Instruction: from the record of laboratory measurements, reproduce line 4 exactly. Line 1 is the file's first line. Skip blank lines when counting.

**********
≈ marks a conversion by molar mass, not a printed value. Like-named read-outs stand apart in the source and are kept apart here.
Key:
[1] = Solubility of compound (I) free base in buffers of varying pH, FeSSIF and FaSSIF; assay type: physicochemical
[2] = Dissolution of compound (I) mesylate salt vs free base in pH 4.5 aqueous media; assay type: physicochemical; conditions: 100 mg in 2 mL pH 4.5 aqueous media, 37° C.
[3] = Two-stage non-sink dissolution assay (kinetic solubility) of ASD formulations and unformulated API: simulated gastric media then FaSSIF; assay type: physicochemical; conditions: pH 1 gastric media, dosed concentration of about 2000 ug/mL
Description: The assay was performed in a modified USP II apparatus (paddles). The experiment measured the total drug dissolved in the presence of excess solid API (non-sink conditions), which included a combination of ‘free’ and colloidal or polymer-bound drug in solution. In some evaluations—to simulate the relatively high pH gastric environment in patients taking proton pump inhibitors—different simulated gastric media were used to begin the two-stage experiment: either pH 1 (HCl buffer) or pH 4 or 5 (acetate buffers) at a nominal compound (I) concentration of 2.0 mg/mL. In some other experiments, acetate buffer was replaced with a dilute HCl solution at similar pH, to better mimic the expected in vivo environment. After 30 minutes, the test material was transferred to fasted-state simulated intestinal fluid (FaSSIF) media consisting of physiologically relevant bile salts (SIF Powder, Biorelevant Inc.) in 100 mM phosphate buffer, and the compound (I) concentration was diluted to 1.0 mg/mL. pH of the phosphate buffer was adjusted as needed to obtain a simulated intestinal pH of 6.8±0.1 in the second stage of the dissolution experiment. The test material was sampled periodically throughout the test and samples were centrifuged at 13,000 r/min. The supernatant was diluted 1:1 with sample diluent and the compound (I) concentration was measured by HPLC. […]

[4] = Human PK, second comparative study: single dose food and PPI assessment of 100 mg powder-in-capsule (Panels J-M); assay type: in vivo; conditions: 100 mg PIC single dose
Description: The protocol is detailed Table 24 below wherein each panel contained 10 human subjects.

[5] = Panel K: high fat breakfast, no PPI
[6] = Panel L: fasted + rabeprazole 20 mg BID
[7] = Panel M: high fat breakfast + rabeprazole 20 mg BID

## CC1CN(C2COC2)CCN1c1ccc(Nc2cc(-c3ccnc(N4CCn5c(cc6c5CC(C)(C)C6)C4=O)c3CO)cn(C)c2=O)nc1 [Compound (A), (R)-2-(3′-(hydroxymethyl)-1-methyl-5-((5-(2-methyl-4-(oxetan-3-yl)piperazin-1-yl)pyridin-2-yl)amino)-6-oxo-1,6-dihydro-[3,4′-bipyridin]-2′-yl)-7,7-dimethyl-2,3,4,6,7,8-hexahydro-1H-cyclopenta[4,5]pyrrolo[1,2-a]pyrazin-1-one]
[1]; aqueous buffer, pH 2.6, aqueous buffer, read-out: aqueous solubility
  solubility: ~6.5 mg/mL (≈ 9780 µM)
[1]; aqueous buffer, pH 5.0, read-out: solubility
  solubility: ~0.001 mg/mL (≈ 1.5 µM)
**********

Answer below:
[2] = Dissolution of compound (I) mesylate salt vs free base in pH 4.5 aqueous media; assay type: physicochemical; conditions: 100 mg in 2 mL pH 4.5 aqueous media, 37° C.